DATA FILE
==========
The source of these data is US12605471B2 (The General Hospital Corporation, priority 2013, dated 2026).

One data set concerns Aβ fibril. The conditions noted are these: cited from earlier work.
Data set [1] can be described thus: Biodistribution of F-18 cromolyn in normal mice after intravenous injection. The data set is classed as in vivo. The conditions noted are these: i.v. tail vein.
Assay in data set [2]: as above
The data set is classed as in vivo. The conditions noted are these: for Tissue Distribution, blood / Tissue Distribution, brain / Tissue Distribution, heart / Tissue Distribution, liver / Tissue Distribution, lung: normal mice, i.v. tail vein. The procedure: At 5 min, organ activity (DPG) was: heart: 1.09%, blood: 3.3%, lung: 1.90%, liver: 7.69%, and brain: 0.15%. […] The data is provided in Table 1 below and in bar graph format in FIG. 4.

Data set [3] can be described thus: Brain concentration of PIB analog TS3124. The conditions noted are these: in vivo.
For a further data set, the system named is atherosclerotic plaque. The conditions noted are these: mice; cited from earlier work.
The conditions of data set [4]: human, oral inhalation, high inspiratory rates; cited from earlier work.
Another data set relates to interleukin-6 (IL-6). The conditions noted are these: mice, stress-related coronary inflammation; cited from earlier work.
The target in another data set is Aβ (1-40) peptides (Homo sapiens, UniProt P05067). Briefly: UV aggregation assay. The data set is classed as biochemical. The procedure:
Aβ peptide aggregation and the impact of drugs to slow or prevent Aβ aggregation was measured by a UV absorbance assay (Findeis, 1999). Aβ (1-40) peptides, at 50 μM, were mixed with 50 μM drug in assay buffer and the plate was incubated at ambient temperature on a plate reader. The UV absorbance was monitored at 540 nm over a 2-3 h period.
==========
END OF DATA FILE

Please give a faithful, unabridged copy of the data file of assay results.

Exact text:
The source of these data is US12605471B2 (The General Hospital Corporation, priority 2013, dated 2026).

One data set concerns Aβ fibril. The conditions noted are these: cited from earlier work.
Data set [1] can be described thus: Biodistribution of F-18 cromolyn in normal mice after intravenous injection. The data set is classed as in vivo. The conditions noted are these: i.v. tail vein.
Assay in data set [2]: as above
The data set is classed as in vivo. The conditions noted are these: for Tissue Distribution, blood / Tissue Distribution, brain / Tissue Distribution, heart / Tissue Distribution, liver / Tissue Distribution, lung: normal mice, i.v. tail vein. The procedure: At 5 min, organ activity (DPG) was: heart: 1.09%, blood: 3.3%, lung: 1.90%, liver: 7.69%, and brain: 0.15%. […] The data is provided in Table 1 below and in bar graph format in FIG. 4.

Data set [3] can be described thus: Brain concentration of PIB analog TS3124. The conditions noted are these: in vivo.
For a further data set, the system named is atherosclerotic plaque. The conditions noted are these: mice; cited from earlier work.
The conditions of data set [4]: human, oral inhalation, high inspiratory rates; cited from earlier work.
Another data set relates to interleukin-6 (IL-6). The conditions noted are these: mice, stress-related coronary inflammation; cited from earlier work.
The target in another data set is Aβ (1-40) peptides (Homo sapiens, UniProt P05067). Briefly: UV aggregation assay. The data set is classed as biochemical. The procedure:
Aβ peptide aggregation and the impact of drugs to slow or prevent Aβ aggregation was measured by a UV absorbance assay (Findeis, 1999). Aβ (1-40) peptides, at 50 μM, were mixed with 50 μM drug in assay buffer and the plate was incubated at ambient temperature on a plate reader. The UV absorbance was monitored at 540 nm over a 2-3 h period.